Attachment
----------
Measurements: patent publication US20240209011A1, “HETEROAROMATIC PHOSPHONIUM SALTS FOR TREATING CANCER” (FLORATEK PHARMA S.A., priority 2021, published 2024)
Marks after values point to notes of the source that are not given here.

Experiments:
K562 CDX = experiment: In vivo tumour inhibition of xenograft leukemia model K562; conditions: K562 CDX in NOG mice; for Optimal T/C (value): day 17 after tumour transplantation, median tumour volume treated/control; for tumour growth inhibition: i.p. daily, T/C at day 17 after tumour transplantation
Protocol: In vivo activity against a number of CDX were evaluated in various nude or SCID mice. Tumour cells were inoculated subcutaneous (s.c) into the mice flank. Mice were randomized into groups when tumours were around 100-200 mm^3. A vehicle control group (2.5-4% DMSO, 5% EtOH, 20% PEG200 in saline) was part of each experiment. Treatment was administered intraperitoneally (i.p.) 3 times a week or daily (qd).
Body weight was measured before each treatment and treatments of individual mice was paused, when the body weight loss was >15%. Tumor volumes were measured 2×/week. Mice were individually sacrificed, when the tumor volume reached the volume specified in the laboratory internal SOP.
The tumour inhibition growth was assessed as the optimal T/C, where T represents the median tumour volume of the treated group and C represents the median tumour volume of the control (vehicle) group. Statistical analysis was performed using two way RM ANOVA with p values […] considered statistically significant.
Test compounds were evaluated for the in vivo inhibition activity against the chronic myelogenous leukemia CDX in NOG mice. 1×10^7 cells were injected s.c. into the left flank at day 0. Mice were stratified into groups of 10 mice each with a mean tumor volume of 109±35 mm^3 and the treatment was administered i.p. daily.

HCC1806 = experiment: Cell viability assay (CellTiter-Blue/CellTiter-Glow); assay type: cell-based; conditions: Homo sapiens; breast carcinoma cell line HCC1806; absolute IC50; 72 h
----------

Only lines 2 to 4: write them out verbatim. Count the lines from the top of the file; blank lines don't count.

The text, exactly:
Marks after values point to notes of the source that are not given here.

Experiments:
K562 CDX = experiment: In vivo tumour inhibition of xenograft leukemia model K562; conditions: K562 CDX in NOG mice; for Optimal T/C (value): day 17 after tumour transplantation, median tumour volume treated/control; for tumour growth inhibition: i.p. daily, T/C at day 17 after tumour transplantation